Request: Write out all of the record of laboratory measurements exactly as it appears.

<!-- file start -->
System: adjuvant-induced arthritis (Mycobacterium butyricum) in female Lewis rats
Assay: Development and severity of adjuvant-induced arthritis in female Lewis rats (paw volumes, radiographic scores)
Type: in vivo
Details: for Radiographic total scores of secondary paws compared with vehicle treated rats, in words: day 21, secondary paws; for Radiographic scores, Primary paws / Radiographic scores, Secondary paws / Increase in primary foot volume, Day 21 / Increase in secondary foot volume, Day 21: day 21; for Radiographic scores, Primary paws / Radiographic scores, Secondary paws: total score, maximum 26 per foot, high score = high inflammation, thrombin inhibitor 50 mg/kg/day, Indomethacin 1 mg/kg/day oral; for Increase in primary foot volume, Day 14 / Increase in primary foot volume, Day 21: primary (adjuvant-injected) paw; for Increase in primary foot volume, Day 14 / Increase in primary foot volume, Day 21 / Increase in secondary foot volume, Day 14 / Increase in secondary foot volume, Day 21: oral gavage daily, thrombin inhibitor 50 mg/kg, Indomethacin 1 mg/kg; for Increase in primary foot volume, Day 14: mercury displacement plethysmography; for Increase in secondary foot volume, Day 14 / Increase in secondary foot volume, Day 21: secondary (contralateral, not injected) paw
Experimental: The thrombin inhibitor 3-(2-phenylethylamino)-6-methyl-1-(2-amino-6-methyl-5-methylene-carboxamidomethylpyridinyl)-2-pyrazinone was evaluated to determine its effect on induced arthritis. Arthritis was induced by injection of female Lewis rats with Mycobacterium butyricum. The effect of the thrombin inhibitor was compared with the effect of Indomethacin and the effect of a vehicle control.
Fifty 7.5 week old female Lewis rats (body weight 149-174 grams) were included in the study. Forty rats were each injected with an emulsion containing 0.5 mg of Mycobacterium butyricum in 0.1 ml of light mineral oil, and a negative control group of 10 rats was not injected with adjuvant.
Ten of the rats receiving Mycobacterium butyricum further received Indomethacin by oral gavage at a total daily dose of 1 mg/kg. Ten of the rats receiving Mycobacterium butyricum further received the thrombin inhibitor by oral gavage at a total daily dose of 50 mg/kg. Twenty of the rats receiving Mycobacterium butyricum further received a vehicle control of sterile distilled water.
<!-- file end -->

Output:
System: adjuvant-induced arthritis (Mycobacterium butyricum) in female Lewis rats
Assay: Development and severity of adjuvant-induced arthritis in female Lewis rats (paw volumes, radiographic scores)
Type: in vivo
Details: for Radiographic total scores of secondary paws compared with vehicle treated rats, in words: day 21, secondary paws; for Radiographic scores, Primary paws / Radiographic scores, Secondary paws / Increase in primary foot volume, Day 21 / Increase in secondary foot volume, Day 21: day 21; for Radiographic scores, Primary paws / Radiographic scores, Secondary paws: total score, maximum 26 per foot, high score = high inflammation, thrombin inhibitor 50 mg/kg/day, Indomethacin 1 mg/kg/day oral; for Increase in primary foot volume, Day 14 / Increase in primary foot volume, Day 21: primary (adjuvant-injected) paw; for Increase in primary foot volume, Day 14 / Increase in primary foot volume, Day 21 / Increase in secondary foot volume, Day 14 / Increase in secondary foot volume, Day 21: oral gavage daily, thrombin inhibitor 50 mg/kg, Indomethacin 1 mg/kg; for Increase in primary foot volume, Day 14: mercury displacement plethysmography; for Increase in secondary foot volume, Day 14 / Increase in secondary foot volume, Day 21: secondary (contralateral, not injected) paw
Experimental: The thrombin inhibitor 3-(2-phenylethylamino)-6-methyl-1-(2-amino-6-methyl-5-methylene-carboxamidomethylpyridinyl)-2-pyrazinone was evaluated to determine its effect on induced arthritis. Arthritis was induced by injection of female Lewis rats with Mycobacterium butyricum. The effect of the thrombin inhibitor was compared with the effect of Indomethacin and the effect of a vehicle control.
Fifty 7.5 week old female Lewis rats (body weight 149-174 grams) were included in the study. Forty rats were each injected with an emulsion containing 0.5 mg of Mycobacterium butyricum in 0.1 ml of light mineral oil, and a negative control group of 10 rats was not injected with adjuvant.
Ten of the rats receiving Mycobacterium butyricum further received Indomethacin by oral gavage at a total daily dose of 1 mg/kg. Ten of the rats receiving Mycobacterium butyricum further received the thrombin inhibitor by oral gavage at a total daily dose of 50 mg/kg. Twenty of the rats receiving Mycobacterium butyricum further received a vehicle control of sterile distilled water.